And I had a great meeting with Bill. And I suppose if I'd had a bad meeting, subsequent history could have been quite different.
So this was in nineteen eighty six. Was Microsoft a big deal? I don't even know. Microsoft was a big deal then, was it.
Well, they had gone public and Microsoft was a very prominent company because they were doing both applications and languages like Microsoft Basic, and they had released one version of Windows which was still not very user friendly because it was its very first version.
So Microsoft was a big deal in the industry, but it wasn't like the company that it became and so used somehow very quickly became chief technology officer.
Initially, I was director of special projects. It took a few years before I was chief technology officer and I became the chief technology officer at Microsoft, never having had a computer science class. Hmmm.
Now I wound up learning computer science very thoroughly, but I never did have a class in it.
So you made a lot of money clearly being there and then you decided to leave, you decided to start Intellectual Ventures. What was your thinking behind jumping off the ship at Microsoft?
Well, I had a great time at Microsoft, but it was a very evolving thing. And so I had one pursuit of mine that took 80 or 90 percent of my waking hours. And I kind of wanted to do some other stuff because I've always had lots of interests. And that didn't stop when I was at Microsoft, but I had very little time to pursue them. You know, there's only one institution in life where they give you time off for good behavior, and that's prison.
Most jobs, if you perform very well, you might get raises and bonuses, but you also typically get more responsibility.
And, you know, the easiest thing is just keep going and stay in that rut for a much longer period of time. I thought, well, why so?
So I left and describe Intellectual Ventures. It's not quite like anything I've ever seen before.
So Intellectual Ventures is dedicated to the idea of inventing new technology. We try to come up with new solutions to various technical problems, some of which are big and broad. As you know, we've worked a bunch on what would a technological fix to climate change be. We also work on. Narrower things like how would you make airplane wings more efficient or what our new approaches for using A.I. in health. So it's it's quite a set of activities.
So you created something you call the Selter Sync, which is a way of defanging hurricanes. Could you explain in simple terms what the idea was?
Yeah. So a hurricane draws all of its energy from hot water on the surface of a tropical ocean. And the problem is the sun beats down on the ocean, makes the water warm, but the warmer the water is, the more buoyant it is. And so it really stops turning over and stops mixing. And that allows it to get warmer and warmer yet. So to be a strong hurricane, you need to have the surface water be at least 80 degrees, 82 degrees Fahrenheit, and it can get up well over 90 degrees Fahrenheit.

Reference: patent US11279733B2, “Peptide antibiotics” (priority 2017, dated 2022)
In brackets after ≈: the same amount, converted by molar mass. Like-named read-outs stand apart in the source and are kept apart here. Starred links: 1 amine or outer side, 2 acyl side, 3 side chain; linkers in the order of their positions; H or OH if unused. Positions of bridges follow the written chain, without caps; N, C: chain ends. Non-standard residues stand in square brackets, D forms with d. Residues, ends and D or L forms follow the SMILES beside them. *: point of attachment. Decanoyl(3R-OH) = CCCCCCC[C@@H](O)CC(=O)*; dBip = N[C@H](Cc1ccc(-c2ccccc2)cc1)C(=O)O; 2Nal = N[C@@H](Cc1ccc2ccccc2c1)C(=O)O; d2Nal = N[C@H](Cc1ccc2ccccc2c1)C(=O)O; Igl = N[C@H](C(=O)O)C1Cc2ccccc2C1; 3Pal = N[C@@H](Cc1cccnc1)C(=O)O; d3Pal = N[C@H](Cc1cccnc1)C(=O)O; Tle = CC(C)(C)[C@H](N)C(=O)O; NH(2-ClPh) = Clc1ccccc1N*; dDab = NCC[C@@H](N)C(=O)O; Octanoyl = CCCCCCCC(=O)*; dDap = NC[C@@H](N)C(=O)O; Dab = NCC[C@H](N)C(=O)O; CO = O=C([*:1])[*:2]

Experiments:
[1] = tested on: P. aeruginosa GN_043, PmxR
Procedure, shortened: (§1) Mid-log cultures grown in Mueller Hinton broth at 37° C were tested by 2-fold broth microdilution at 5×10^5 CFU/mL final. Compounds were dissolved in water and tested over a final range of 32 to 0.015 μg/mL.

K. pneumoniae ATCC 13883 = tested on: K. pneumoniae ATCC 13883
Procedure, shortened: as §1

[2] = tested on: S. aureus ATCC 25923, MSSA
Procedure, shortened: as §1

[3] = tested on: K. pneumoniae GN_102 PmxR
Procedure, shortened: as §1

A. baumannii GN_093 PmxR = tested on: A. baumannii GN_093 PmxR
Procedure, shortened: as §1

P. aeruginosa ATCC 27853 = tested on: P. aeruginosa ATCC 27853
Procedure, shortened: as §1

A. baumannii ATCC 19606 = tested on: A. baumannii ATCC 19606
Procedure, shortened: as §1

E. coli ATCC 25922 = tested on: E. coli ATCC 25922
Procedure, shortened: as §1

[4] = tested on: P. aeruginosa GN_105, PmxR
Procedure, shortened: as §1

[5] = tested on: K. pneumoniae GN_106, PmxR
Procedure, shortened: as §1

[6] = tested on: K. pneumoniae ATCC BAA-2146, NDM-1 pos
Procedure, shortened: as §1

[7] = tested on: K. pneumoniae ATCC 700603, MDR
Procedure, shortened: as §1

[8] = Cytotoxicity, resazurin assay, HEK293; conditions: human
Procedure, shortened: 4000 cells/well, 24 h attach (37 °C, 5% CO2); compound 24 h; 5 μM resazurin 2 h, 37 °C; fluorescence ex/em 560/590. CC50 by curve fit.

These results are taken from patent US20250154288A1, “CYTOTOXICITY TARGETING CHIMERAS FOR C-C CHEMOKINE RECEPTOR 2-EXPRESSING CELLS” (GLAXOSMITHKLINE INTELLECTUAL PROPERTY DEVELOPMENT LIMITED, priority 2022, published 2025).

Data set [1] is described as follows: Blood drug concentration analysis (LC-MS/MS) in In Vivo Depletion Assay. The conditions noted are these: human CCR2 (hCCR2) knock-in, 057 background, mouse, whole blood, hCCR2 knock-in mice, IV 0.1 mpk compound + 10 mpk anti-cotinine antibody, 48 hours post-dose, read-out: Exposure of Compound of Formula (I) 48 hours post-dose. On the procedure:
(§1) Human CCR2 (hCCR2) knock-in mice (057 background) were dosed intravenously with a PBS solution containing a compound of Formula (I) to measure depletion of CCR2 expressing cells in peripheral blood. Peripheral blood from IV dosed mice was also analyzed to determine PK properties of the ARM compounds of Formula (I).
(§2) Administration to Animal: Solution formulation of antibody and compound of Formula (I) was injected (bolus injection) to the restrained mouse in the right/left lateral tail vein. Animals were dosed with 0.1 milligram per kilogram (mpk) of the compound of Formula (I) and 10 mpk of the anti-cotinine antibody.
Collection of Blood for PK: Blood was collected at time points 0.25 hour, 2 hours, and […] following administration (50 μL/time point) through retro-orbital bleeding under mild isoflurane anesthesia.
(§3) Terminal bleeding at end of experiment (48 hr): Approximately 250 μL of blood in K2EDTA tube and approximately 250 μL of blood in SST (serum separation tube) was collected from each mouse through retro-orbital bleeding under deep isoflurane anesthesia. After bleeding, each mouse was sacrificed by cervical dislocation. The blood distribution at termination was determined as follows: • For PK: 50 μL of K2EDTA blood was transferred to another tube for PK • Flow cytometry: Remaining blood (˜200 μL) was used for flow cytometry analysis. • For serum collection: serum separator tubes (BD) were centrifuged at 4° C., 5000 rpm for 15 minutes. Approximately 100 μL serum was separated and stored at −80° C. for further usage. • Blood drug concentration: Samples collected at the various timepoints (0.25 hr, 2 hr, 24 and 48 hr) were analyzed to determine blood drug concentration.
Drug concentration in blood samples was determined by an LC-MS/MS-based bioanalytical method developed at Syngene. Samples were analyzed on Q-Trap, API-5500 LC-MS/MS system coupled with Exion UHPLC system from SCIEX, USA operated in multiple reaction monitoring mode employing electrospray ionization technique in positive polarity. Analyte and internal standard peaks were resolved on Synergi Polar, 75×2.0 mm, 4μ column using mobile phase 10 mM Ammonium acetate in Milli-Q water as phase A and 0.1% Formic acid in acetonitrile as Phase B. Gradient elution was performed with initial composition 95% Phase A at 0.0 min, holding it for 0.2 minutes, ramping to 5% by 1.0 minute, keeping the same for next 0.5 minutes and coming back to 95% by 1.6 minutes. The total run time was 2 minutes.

And it's heat energy that stored in that top layer of the ocean that ultimately drives the winds and powers a hurricane.
So in conjunction with a guy named Steven Salter from the UK, we had this idea, why don't you come up with a way of mixing the water? Because even though there's that layer at the top, if you go down 50 feet, 100 feet, water is much colder. So you say, well, how do you mix the water? Well, nature's way of mixing the water is a hurricane. The idea behind this whole thing is you have a pump, if you will, which is made from a giant plastic bag.
So you imagine a trash bag that you could put a sports stadium in. And if you put floats up at the top and you put weights down at the bottom, you're going to show with some pretty simple math that waves will crest over the top, that builds up the water level inside, which pushes water out the bottom. And so it acts like a pump. Well, it turns out it doesn't take very many of these plastic bags to take the water temperature in an area and drop it below the temperature where a hurricane is dangerous.
So we thought, great, we have a way of stopping hurricanes or defending them, as you said, you might stop them altogether if you made a couple paths of cold water out in the ocean, because as a hurricane comes in and if it hits cold water, it tends to bounce off. And we did a variety of work, both computationally and empirically, to show that it works, and then we tried to see if anyone wanted it and nobody wanted it.
Well, effectively, no.
Every now and then, there were after a big hurricane, the next day, they'd say, oh, the prime minister of this or that island is calling. But the problem is that this is the type of thing where the world has not taken a proactive stance against it. There are flooding issues where we do that, we build culverts or diversion of things or levees so that we can take flooding away.
But there's no historical tradition for doing this, the ocean and it wasn't clear who was going to fund it. And it's expensive, of course, to both do the research and to do it, but not at all compared to the impact of even a single hurricane.
You know, like what would it cost, you think, to actually implement this a billion dollars or something like that?
Oh, our estimate is much less than that. These things are literally giant plastic bags. You would make them out of geotech stale cloth, which is effectively a superstrong trash bag. And you could make them out of largely recycled materials quite cheaply, and then you deploy them months before the storm, that's Hurricane Alley, you know, hurricanes come that way. And so you could easily build something that would defend the Gulf Coast of the United States or defend your Caribbean islands.